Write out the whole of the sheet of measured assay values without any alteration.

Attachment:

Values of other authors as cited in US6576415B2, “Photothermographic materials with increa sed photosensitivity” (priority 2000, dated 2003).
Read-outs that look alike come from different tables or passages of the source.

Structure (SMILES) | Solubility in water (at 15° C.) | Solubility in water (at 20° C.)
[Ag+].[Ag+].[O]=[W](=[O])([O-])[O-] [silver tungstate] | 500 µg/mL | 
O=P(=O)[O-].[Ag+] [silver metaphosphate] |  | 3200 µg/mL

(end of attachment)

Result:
Values of other authors as cited in US6576415B2, “Photothermographic materials with increa sed photosensitivity” (priority 2000, dated 2003).
Read-outs that look alike come from different tables or passages of the source.

Structure (SMILES) | Solubility in water (at 15° C.) | Solubility in water (at 20° C.)
[Ag+].[Ag+].[O]=[W](=[O])([O-])[O-] [silver tungstate] | 500 µg/mL | 
O=P(=O)[O-].[Ag+] [silver metaphosphate] |  | 3200 µg/mL